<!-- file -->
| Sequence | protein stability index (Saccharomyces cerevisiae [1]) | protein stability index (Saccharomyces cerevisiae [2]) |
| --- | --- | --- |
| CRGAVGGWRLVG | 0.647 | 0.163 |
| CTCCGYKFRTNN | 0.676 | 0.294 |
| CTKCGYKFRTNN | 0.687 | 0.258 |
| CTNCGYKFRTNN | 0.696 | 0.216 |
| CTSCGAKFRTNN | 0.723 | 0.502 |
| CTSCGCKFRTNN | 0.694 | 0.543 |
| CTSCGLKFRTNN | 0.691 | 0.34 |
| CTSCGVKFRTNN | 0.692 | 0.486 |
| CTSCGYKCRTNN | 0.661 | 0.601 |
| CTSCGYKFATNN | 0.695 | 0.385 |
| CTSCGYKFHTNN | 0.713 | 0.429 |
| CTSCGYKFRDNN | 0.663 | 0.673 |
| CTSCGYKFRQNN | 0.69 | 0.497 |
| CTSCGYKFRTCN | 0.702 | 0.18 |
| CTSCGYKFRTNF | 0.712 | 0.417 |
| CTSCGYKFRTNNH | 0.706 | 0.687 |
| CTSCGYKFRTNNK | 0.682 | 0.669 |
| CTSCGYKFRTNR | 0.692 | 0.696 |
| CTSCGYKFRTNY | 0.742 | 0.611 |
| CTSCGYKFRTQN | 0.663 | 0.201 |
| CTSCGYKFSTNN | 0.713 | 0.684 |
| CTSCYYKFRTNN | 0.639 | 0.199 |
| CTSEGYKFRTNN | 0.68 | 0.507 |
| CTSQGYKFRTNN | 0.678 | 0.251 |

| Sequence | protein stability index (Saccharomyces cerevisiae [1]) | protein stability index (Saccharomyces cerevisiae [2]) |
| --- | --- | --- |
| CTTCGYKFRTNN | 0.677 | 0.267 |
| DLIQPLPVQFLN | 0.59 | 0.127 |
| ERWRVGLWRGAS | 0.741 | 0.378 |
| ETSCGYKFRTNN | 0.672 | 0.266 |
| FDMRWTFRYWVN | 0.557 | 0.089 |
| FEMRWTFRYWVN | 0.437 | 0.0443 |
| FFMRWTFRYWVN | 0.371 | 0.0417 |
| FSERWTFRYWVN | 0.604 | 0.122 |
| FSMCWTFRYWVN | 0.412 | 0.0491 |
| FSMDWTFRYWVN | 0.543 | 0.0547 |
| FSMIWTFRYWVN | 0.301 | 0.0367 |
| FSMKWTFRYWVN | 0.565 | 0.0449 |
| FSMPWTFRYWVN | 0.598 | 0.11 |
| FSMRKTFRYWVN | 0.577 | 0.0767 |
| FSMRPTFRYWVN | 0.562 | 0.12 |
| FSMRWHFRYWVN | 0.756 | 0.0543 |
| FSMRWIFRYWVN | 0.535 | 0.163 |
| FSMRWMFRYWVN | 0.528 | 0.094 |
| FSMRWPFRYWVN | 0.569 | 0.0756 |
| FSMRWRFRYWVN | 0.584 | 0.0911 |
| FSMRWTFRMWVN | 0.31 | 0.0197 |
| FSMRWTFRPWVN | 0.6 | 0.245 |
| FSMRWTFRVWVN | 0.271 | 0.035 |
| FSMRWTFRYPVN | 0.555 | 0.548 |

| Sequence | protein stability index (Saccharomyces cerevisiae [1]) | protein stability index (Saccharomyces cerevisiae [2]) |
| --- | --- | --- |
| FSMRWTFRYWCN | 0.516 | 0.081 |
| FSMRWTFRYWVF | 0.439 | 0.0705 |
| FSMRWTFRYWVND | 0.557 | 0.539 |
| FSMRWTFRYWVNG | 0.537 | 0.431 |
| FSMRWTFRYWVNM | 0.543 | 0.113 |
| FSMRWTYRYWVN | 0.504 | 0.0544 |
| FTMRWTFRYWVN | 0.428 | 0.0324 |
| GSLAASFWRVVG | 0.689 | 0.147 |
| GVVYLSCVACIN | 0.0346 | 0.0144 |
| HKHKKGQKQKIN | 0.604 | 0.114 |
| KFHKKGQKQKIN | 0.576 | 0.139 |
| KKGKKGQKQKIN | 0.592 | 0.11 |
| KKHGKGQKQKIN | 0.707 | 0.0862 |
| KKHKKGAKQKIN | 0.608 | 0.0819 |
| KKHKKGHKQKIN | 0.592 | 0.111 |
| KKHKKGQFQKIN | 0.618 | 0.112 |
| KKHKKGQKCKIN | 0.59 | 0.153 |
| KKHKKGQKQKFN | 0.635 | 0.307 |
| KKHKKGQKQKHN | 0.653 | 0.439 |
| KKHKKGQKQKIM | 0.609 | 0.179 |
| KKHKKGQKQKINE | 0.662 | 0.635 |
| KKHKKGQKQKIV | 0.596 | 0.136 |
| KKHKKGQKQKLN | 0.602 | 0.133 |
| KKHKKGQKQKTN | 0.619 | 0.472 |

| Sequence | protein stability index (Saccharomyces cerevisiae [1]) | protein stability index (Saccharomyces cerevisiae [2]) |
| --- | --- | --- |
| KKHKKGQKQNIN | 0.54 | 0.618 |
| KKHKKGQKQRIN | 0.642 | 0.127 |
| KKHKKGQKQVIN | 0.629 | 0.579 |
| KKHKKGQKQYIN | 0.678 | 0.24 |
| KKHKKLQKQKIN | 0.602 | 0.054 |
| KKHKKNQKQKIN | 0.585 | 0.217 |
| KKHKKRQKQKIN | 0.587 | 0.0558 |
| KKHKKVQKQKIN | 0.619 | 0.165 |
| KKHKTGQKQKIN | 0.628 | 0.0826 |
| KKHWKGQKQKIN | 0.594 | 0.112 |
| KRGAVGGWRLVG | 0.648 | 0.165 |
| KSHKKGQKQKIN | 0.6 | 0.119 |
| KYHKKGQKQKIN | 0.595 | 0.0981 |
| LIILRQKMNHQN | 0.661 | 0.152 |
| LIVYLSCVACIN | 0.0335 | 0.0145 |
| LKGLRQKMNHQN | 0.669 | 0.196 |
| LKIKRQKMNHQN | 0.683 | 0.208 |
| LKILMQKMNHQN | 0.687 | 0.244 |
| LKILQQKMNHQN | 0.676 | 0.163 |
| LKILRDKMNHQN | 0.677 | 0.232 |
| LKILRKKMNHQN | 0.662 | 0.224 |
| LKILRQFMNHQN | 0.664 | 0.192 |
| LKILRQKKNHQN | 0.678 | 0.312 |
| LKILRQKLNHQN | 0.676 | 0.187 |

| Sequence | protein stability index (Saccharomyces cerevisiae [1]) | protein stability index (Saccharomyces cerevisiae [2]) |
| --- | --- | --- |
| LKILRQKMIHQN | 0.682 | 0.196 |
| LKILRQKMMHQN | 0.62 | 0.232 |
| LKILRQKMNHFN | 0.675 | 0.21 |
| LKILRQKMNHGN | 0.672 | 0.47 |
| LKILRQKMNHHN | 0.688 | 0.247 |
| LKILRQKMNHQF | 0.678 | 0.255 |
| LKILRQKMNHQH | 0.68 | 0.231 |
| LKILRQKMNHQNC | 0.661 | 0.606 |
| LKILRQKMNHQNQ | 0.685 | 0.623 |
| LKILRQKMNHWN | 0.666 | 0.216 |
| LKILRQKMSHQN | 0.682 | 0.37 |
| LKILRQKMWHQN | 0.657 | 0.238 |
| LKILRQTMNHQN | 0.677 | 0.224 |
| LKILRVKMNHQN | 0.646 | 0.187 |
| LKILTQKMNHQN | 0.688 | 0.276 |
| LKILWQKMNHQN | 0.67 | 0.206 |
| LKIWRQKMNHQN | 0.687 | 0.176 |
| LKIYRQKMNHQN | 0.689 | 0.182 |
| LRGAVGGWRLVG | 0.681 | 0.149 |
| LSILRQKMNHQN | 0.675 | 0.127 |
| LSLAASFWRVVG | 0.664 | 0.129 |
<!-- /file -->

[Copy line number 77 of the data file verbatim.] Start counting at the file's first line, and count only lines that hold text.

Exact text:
| KKHKKGQKQKLN | 0.602 | 0.133 |